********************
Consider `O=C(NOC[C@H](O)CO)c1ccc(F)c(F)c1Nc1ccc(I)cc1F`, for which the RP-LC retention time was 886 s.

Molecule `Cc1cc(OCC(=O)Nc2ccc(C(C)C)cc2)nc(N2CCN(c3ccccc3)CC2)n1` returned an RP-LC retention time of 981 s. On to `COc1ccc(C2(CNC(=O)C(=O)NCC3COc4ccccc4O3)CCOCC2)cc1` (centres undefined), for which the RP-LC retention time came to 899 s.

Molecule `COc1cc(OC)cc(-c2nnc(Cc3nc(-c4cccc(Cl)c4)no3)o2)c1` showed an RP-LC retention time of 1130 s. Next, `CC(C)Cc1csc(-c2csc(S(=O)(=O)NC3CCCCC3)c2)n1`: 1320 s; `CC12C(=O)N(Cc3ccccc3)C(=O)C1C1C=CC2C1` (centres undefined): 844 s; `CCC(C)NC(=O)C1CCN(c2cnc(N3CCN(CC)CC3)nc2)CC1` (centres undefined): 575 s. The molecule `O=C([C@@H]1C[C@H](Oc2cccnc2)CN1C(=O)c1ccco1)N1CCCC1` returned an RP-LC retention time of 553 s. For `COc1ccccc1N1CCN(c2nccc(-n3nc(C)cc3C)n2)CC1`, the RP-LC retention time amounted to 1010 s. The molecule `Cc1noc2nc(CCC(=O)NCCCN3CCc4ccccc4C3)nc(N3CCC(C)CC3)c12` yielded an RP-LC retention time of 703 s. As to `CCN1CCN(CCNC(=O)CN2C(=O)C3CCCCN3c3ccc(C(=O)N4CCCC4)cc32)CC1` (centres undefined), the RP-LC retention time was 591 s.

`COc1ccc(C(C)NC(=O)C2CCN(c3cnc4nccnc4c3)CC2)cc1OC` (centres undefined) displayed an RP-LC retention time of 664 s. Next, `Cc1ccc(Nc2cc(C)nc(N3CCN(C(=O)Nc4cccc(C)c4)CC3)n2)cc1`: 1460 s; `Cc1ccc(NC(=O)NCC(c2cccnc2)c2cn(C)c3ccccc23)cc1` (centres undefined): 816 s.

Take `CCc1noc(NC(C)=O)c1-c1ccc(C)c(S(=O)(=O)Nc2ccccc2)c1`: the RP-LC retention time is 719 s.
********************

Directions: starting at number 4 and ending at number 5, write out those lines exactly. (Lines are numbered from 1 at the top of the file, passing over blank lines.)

`COc1ccc(C(C)NC(=O)C2CCN(c3cnc4nccnc4c3)CC2)cc1OC` (centres undefined) displayed an RP-LC retention time of 664 s. Next, `Cc1ccc(Nc2cc(C)nc(N3CCN(C(=O)Nc4cccc(C)c4)CC3)n2)cc1`: 1460 s; `Cc1ccc(NC(=O)NCC(c2cccnc2)c2cn(C)c3ccccc23)cc1` (centres undefined): 816 s.

Take `CCc1noc(NC(C)=O)c1-c1ccc(C)c(S(=O)(=O)Nc2ccccc2)c1`: the RP-LC retention time is 719 s.